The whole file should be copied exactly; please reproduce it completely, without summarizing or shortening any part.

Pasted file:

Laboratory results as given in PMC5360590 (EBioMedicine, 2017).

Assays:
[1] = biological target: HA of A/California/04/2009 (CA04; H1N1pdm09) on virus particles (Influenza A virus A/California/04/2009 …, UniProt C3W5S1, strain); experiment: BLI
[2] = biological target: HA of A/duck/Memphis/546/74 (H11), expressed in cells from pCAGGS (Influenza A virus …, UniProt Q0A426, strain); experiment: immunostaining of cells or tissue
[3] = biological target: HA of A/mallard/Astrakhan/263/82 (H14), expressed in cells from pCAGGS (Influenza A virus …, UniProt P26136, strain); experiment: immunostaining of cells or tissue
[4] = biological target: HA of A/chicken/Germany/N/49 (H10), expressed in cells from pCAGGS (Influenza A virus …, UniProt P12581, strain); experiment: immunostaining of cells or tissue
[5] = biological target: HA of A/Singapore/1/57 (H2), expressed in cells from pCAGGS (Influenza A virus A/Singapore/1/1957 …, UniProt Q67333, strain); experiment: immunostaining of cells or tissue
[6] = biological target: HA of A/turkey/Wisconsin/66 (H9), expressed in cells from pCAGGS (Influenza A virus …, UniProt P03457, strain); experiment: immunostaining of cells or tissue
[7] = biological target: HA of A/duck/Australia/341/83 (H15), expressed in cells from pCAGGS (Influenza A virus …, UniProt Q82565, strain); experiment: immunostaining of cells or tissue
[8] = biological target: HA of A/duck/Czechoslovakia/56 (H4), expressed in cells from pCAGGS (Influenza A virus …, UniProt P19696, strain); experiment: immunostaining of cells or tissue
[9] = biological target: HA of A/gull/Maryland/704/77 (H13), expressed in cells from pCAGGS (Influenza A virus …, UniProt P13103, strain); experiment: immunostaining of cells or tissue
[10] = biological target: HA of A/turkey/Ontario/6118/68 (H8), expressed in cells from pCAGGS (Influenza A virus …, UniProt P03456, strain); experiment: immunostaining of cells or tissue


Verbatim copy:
Laboratory results as given in PMC5360590 (EBioMedicine, 2017).

Assays:
[1] = biological target: HA of A/California/04/2009 (CA04; H1N1pdm09) on virus particles (Influenza A virus A/California/04/2009 …, UniProt C3W5S1, strain); experiment: BLI
[2] = biological target: HA of A/duck/Memphis/546/74 (H11), expressed in cells from pCAGGS (Influenza A virus …, UniProt Q0A426, strain); experiment: immunostaining of cells or tissue
[3] = biological target: HA of A/mallard/Astrakhan/263/82 (H14), expressed in cells from pCAGGS (Influenza A virus …, UniProt P26136, strain); experiment: immunostaining of cells or tissue
[4] = biological target: HA of A/chicken/Germany/N/49 (H10), expressed in cells from pCAGGS (Influenza A virus …, UniProt P12581, strain); experiment: immunostaining of cells or tissue
[5] = biological target: HA of A/Singapore/1/57 (H2), expressed in cells from pCAGGS (Influenza A virus A/Singapore/1/1957 …, UniProt Q67333, strain); experiment: immunostaining of cells or tissue
[6] = biological target: HA of A/turkey/Wisconsin/66 (H9), expressed in cells from pCAGGS (Influenza A virus …, UniProt P03457, strain); experiment: immunostaining of cells or tissue
[7] = biological target: HA of A/duck/Australia/341/83 (H15), expressed in cells from pCAGGS (Influenza A virus …, UniProt Q82565, strain); experiment: immunostaining of cells or tissue
[8] = biological target: HA of A/duck/Czechoslovakia/56 (H4), expressed in cells from pCAGGS (Influenza A virus …, UniProt P19696, strain); experiment: immunostaining of cells or tissue
[9] = biological target: HA of A/gull/Maryland/704/77 (H13), expressed in cells from pCAGGS (Influenza A virus …, UniProt P13103, strain); experiment: immunostaining of cells or tissue
[10] = biological target: HA of A/turkey/Ontario/6118/68 (H8), expressed in cells from pCAGGS (Influenza A virus …, UniProt P03456, strain); experiment: immunostaining of cells or tissue